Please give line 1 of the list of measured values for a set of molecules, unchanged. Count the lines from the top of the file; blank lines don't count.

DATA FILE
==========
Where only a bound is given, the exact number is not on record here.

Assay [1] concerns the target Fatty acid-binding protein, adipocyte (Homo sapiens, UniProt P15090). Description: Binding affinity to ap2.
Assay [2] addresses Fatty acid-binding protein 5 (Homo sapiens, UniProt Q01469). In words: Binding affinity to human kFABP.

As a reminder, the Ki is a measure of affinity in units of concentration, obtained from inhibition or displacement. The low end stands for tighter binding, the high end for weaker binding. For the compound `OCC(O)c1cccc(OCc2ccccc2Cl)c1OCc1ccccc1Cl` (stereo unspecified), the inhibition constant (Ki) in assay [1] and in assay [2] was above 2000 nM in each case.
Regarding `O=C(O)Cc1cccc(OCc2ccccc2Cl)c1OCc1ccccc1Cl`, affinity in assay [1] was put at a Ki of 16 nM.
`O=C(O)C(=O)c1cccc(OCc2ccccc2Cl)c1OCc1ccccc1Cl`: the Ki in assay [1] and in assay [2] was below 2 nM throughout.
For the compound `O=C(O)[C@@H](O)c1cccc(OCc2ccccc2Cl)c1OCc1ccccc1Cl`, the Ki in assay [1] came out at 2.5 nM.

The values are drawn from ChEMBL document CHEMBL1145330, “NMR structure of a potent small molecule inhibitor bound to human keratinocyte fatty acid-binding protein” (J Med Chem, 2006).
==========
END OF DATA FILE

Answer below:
Where only a bound is given, the exact number is not on record here.